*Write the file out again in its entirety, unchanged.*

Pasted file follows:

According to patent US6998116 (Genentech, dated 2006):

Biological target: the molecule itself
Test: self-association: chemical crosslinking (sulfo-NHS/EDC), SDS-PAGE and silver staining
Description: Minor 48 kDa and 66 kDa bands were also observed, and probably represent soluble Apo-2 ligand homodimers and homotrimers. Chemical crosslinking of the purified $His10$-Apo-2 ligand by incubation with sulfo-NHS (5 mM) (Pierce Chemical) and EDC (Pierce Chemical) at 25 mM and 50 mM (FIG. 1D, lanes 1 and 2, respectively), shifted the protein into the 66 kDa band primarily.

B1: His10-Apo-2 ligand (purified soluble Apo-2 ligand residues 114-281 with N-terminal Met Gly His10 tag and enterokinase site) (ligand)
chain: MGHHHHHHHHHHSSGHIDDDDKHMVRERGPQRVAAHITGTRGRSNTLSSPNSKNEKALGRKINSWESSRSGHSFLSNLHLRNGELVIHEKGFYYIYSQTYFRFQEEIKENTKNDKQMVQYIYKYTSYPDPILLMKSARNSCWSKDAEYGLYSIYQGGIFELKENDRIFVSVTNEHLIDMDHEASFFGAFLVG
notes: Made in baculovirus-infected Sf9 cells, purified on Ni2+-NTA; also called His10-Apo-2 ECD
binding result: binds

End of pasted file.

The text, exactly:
According to patent US6998116 (Genentech, dated 2006):

Biological target: the molecule itself
Test: self-association: chemical crosslinking (sulfo-NHS/EDC), SDS-PAGE and silver staining
Description: Minor 48 kDa and 66 kDa bands were also observed, and probably represent soluble Apo-2 ligand homodimers and homotrimers. Chemical crosslinking of the purified $His10$-Apo-2 ligand by incubation with sulfo-NHS (5 mM) (Pierce Chemical) and EDC (Pierce Chemical) at 25 mM and 50 mM (FIG. 1D, lanes 1 and 2, respectively), shifted the protein into the 66 kDa band primarily.

B1: His10-Apo-2 ligand (purified soluble Apo-2 ligand residues 114-281 with N-terminal Met Gly His10 tag and enterokinase site) (ligand)
chain: MGHHHHHHHHHHSSGHIDDDDKHMVRERGPQRVAAHITGTRGRSNTLSSPNSKNEKALGRKINSWESSRSGHSFLSNLHLRNGELVIHEKGFYYIYSQTYFRFQEEIKENTKNDKQMVQYIYKYTSYPDPILLMKSARNSCWSKDAEYGLYSIYQGGIFELKENDRIFVSVTNEHLIDMDHEASFFGAFLVG
notes: Made in baculovirus-infected Sf9 cells, purified on Ni2+-NTA; also called His10-Apo-2 ECD
binding result: binds